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FILED

United States Court of Appeals


Tenth Circuit

October 5, 2009
UNITED STATES COURT OF APPEALS
Elisabeth A. Shumaker
TENTH CIRCUIT

Clerk of Court

MARCUS D. WOODSON,
Petitioner - Appellant,

No. 09-6097

v.

(W.D. Oklahoma)

JUSTIN JONES,

(D.C. No. 5:08-CV-00726-R)

Respondent - Appellee.

ORDER DENYING CERTIFICATE OF APPEALABILITY

Before HENRY, Chief Circuit Judge, HARTZ, and OBRIEN, Circuit Judges.

Marcus D. Woodson was convicted in Oklahoma state court of possession


of contraband by an inmate after having twice been convicted of felonies and was
sentenced to 20 years imprisonment. He filed an application for a writ of habeas
corpus under 28 U.S.C. 2254 in the United States District Court for the Western
District of Oklahoma. The court denied the application. Mr. Woodson seeks a
certificate of appealability (COA) to appeal the denial. See 28 U.S.C.
2253(c)(1)(A) (requiring COA to appeal dismissal of 2254 application).
Because a reasonable jurist could not debate the correctness of the district courts
decision, we deny a COA and dismiss the appeal.

I.

BACKGROUND
On December 20, 2005, Mr. Woodson, an inmate at the Garfield County

Detention Center, was given eye drops by a prison employee. When the employee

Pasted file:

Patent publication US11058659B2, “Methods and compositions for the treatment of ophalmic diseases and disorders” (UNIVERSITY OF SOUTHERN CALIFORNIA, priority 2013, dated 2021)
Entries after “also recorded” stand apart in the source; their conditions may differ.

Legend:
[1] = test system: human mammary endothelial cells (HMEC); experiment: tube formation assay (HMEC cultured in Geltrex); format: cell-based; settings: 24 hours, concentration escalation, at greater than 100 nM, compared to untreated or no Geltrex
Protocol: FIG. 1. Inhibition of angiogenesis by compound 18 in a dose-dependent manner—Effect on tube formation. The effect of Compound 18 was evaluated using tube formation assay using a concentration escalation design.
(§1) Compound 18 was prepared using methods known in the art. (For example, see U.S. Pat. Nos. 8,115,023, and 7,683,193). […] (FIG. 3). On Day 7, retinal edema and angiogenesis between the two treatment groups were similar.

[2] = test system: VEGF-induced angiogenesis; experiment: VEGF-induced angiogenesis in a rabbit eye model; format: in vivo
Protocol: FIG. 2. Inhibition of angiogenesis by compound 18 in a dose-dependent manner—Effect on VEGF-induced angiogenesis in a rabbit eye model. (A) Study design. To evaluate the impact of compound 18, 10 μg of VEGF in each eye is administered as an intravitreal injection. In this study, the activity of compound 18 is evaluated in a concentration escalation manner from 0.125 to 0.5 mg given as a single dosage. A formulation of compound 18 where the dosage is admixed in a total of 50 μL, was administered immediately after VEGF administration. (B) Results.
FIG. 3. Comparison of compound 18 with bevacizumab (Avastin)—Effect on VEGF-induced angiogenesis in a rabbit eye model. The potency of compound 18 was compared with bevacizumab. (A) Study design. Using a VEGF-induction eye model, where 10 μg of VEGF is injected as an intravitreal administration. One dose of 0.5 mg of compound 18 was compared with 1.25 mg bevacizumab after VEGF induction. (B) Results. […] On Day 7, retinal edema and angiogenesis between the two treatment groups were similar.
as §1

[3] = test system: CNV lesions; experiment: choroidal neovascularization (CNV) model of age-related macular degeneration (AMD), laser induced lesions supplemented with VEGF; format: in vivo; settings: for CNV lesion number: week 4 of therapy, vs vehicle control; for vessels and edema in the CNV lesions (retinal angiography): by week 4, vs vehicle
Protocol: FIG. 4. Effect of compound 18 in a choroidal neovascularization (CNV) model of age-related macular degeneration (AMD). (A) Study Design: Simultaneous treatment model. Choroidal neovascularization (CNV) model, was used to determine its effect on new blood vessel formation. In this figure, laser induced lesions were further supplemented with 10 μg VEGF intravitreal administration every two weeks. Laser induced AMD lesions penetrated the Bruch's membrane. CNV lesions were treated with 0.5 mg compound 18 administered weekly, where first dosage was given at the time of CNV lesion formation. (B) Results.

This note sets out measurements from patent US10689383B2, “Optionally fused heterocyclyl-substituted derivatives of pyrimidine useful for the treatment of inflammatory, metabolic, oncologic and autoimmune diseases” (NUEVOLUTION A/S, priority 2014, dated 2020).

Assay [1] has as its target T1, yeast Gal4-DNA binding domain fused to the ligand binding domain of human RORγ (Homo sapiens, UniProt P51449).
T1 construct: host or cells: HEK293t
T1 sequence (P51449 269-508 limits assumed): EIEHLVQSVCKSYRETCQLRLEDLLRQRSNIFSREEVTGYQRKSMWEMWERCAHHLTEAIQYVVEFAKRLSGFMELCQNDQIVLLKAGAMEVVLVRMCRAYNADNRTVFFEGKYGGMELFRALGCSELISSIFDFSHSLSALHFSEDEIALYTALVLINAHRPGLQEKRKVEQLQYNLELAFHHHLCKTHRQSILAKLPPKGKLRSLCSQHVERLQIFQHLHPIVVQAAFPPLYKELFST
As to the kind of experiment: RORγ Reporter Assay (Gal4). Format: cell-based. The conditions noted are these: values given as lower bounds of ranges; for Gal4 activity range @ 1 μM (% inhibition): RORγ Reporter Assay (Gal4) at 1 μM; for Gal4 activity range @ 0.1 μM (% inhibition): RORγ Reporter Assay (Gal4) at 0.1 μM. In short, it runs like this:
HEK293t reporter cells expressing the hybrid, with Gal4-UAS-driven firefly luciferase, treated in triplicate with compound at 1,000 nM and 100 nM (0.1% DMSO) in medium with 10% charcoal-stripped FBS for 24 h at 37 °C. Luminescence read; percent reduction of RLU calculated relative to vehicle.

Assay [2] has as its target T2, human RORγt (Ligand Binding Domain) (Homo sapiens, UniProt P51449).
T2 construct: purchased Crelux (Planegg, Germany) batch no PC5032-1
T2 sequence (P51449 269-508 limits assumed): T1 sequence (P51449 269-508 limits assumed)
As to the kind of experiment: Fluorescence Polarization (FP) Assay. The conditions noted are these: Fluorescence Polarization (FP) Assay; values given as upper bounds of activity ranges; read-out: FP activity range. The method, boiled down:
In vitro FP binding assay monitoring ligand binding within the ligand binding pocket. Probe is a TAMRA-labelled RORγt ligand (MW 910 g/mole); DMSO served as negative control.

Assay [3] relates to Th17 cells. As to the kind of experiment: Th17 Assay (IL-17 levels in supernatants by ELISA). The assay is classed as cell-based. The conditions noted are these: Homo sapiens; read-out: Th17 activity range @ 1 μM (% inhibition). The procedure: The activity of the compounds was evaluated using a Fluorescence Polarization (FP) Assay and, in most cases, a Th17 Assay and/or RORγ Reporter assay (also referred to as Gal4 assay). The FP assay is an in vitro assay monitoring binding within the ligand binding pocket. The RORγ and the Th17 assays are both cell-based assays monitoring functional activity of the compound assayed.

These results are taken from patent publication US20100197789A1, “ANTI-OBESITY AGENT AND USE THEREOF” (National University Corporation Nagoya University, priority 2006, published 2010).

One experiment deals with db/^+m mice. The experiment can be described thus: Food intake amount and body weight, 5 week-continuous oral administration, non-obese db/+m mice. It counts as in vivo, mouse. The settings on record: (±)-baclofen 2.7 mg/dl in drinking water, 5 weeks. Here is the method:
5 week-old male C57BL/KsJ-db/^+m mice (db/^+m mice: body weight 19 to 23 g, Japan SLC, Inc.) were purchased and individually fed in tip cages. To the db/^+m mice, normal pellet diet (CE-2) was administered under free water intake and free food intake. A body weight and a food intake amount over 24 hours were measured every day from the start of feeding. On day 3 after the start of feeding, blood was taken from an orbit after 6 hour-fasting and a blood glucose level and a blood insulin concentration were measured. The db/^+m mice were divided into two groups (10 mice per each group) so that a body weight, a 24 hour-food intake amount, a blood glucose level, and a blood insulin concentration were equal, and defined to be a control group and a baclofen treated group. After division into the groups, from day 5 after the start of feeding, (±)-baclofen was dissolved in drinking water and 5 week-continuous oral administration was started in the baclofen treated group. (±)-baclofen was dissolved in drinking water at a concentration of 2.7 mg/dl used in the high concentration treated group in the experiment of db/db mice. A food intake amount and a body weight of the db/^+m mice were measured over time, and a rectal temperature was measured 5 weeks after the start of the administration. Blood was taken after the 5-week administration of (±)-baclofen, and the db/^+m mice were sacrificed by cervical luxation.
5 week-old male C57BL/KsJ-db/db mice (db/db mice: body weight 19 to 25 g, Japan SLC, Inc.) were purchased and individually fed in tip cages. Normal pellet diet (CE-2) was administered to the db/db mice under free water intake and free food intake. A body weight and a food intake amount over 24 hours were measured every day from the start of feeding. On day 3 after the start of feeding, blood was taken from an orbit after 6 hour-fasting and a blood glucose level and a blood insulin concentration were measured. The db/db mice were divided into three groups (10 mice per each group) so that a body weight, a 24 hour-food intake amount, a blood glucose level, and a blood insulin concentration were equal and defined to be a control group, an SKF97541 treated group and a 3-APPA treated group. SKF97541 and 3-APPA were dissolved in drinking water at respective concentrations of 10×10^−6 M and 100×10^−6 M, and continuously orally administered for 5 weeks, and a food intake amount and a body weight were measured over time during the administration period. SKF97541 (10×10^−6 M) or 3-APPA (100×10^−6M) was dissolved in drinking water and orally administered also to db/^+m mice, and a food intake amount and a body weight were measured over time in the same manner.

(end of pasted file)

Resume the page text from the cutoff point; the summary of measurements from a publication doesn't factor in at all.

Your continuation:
asked that he return the eye drops, he refused. The employee radioed for
assistance, and Deputy Jail Administrator Randy Coleman responded. Coleman
entered Mr. Woodsons cell and found contraband: two disposable razors (one
with the blade missing) and a club fashioned of tightly rolled papers in cloth
(referred to as a hand bat). Mr. Woodson was charged with possessing these
items as dangerous weapons. A jury found him guilty of possessing contraband
as an inmate after two felony convictions. The Oklahoma Court of Criminal
Appeals affirmed on November 8, 2007.
On July 16, 2008, Mr. Woodson filed his 2254 application, raising nine
grounds for relief: (1) that the evidence at trial was insufficient to prove that he
possessed dangerous instruments without permission, (2) that he was deprived of
his right to a fair trial when the trial court refused his request to call two
rebuttal witnesses, (3) that he was deprived of his right to a fair trial when the
trial court allowed the admission of evidence of other bad acts, (4) that he was
deprived of his right to a fair trial by the prosecutors improper closing argument,
(5) that the trial court erred in instructing the jury on a habitual-offender
enhancement to his sentence because the amended information did not include a
page charging him as a habitual offender, (6) that the trial judge erred in allowing
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him to be cross-examined about his prior felony convictions, (7) that his 20-year
sentence is excessive in light of the error referred to in ground five, (8) that he
received ineffective assistance of counsel at trial, and (9) that cumulative error
denied him a fair trial.
The magistrate judges Report and Recommendation recommended denial
on the merits of Mr. Woodsons application. The district court adopted the
recommendation in its entirety and supplemented it with further observations.
Mr. Woodsons application for a COA and his accompanying brief claim
eight grounds for relief: (1) insufficiency of the evidence, (2) Cumulative